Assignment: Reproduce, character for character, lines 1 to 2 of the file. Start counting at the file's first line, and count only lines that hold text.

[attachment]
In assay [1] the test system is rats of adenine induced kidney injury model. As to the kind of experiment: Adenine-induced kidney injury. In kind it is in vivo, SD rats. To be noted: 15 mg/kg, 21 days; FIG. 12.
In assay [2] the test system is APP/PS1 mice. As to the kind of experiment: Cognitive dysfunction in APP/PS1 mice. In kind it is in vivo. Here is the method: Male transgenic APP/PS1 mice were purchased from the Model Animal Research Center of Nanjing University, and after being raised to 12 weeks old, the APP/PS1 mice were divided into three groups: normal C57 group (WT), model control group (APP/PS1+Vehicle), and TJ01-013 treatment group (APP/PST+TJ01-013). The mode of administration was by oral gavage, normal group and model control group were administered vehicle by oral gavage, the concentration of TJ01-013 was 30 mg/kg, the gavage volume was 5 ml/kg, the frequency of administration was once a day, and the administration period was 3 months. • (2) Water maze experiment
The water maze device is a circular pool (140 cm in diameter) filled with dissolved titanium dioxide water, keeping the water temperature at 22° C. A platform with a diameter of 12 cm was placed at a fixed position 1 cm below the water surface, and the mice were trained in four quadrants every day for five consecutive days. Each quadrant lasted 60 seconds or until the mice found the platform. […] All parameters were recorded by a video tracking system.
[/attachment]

In assay [1] the test system is rats of adenine induced kidney injury model. As to the kind of experiment: Adenine-induced kidney injury. In kind it is in vivo, SD rats. To be noted: 15 mg/kg, 21 days; FIG. 12.
In assay [2] the test system is APP/PS1 mice. As to the kind of experiment: Cognitive dysfunction in APP/PS1 mice. In kind it is in vivo. Here is the method: Male transgenic APP/PS1 mice were purchased from the Model Animal Research Center of Nanjing University, and after being raised to 12 weeks old, the APP/PS1 mice were divided into three groups: normal C57 group (WT), model control group (APP/PS1+Vehicle), and TJ01-013 treatment group (APP/PST+TJ01-013). The mode of administration was by oral gavage, normal group and model control group were administered vehicle by oral gavage, the concentration of TJ01-013 was 30 mg/kg, the gavage volume was 5 ml/kg, the frequency of administration was once a day, and the administration period was 3 months. • (2) Water maze experiment